Thirdmill Study Bible

Notes on Luke 14:2-17

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Luke 14:2

edema. A condition where the body retains fluid in its cavities or tissues causing it to bloat. This can be especially painful condition. Some teachers thought it was a condition associated with sin.

Luke 14:3

A trap was set for Jesus (14:1). They wanted to see him heal on the Sabbath in order to accuse him of breaking their tradition (see note on 13:14). However, Jesus turned it back on the spiritual leaders in ancient Israel. He challenged their traditions in light of God's law for Israel (6:9; 13:15-16).

Luke 14:5

Jesus vindicated the healing by pointing to basic compassion. Even his enemies would save a son or an ox on the Sabbath, which was lawful (see 13:15; Deut. 22:4; Matt 12:11). Jesus saw a person in need and acted accordingly (see Matt. 22:38-40; Gal. 5:14). The Sabbath was not meant to be a burden to the people. It was meant to be a compassionate gift from God (Mark 2:27).

Luke 14:6

A similar but more emphatic statement than verse 4.

Luke 14:8-10

Jesus spoke against self-promotion. Rather than assuming one's greatness by sitting down in a place of honor, one should sit far away. Do not try to create a place of importance for yourself. Let others recognize whatever real prominence you might have. (see Prov. 25:6-7).

Luke 14:11

What is practically true in life, is especially true in spiritual realities (18:14; Matt. 18:4; 23:12). Jesus called for people to humble themselves with the promise that God would reward them on the last day (13:30; see Jas. 4:6, 10; 1 Pet. 5:5-6). The theme of reversal is key in Luke's Gospel (see 1:48, 51-53; 2:34; 4:18-19; 6:20-26; 7:9, 29-30; 10:21; 16:19-26; 18:9-14; 20:16-18).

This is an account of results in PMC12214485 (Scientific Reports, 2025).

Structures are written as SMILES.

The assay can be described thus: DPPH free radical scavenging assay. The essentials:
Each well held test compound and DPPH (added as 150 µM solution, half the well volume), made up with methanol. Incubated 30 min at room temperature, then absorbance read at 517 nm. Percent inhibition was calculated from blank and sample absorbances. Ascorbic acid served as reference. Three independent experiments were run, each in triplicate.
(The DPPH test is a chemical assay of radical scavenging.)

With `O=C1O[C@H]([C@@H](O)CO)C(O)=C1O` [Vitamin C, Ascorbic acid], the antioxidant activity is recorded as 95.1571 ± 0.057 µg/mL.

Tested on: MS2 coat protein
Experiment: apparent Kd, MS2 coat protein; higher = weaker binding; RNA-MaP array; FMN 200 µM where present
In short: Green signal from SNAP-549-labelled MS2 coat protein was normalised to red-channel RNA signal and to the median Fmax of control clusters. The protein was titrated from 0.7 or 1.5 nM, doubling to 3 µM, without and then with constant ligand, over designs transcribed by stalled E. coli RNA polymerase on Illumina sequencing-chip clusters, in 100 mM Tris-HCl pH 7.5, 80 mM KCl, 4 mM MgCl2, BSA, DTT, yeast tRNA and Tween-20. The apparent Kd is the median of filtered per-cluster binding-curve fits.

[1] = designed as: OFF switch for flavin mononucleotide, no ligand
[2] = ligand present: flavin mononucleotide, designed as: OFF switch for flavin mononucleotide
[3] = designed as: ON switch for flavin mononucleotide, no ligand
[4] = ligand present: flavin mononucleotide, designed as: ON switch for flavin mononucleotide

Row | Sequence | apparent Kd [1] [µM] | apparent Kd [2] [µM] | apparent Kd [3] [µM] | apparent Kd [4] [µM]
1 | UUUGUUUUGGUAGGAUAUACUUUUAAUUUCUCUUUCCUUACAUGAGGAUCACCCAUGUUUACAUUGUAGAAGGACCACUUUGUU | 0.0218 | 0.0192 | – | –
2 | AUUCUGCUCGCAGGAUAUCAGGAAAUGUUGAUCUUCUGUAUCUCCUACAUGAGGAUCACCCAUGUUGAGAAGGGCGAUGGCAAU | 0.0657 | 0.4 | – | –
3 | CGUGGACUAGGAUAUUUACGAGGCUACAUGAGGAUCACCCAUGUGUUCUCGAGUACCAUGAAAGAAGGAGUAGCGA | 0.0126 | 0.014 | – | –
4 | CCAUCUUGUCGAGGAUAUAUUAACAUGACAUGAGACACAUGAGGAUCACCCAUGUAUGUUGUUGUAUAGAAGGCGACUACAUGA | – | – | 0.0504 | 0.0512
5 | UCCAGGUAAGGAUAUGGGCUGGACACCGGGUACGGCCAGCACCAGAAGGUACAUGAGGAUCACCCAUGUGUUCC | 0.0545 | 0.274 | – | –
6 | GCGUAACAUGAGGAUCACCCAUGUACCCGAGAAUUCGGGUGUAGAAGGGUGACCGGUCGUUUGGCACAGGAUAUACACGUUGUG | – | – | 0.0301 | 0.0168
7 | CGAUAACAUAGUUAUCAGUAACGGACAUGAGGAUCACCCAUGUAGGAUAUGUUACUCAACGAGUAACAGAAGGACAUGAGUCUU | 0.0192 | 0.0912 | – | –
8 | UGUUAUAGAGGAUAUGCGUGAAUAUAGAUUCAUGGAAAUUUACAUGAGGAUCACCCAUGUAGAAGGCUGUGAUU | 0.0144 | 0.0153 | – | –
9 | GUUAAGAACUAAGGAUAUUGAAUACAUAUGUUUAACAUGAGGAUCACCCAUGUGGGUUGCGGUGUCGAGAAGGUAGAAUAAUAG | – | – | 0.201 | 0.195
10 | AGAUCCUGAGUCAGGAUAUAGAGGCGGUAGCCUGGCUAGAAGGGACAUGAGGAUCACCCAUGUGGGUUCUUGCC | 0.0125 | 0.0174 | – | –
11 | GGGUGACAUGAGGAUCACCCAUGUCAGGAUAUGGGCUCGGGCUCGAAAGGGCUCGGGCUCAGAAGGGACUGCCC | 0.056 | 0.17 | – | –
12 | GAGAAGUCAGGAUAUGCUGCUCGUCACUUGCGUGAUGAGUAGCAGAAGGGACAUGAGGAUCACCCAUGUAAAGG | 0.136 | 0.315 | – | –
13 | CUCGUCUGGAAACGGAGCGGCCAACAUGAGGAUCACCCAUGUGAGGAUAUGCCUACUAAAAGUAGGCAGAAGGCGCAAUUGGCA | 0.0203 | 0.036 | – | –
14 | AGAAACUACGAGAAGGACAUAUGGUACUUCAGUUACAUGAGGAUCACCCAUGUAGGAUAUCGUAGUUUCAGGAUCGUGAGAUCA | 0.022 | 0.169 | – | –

Luke 14:12-14

See BC 37.

Luke 14:12-13

Jesus is not against love and hospitality toward family and friends (see 10:38-42; John 12:1-8). Instead, he emphasized the motive for generosity. Instead of inviting those who can repay your kindness, invite those who cannot repay (v. 14). Those in God's kingdom should aim for selfless generosity. Believers use the resources they've received from God to bless others around them (see Gen.12:2-3; Zech. 8:13; Acts 2:45; 4:34-35).

Luke 14:14

Jesus's emphasis was on serving those who have nothing to offer in return (see vv. 12-13). resurrection of the just. All will be resurrected on the last day (see 20:35-26; Dan. 12:2; John 5:28-29). The just are those who respond to the gospel and spend eternity with God. They are counted just because of the righteousness of Christ that is counted as theirs by faith (Rom. 4:22-24; 8:1-4; 2 Cor. 5:21). repaid. Seeking honor from those who can repay might bring a benefit in this life (vv. 12-13). However, humble generosity without thought of personal benefit will be rewarded in eternity.

Luke 14:15

The imagery of the meal (vv. 9-13) and mentioned of the resurrection (v. 14), provoked a response. bread in the kingdom. This is the promised banquet with God promised for believers on the last day (Ps. 22:26 Isa. 25:6; Rev. 19:9). Jesus would warn about the danger of refusing God's invitation (vv. 16-24).

Luke 14:16-17

large dinner. The guest's comment about God's kingdom feast (see note on v. 15) led Jesus to teach on the subject. invited. In Jesus's day, two invitations went out for banquets. Both were personal, face-to-face invitations. The first involved a servant going from house to house, telling the people they were invited to the dinner. At that point, they could accept or decline he invitation. They accepted this first invitation, a second one would come when the dinner was prepared and ready to eat. Jesus used this familiar image to teach about God's invitation to be part of his kingdom and experience salvation (see Matt. 22:2-3).

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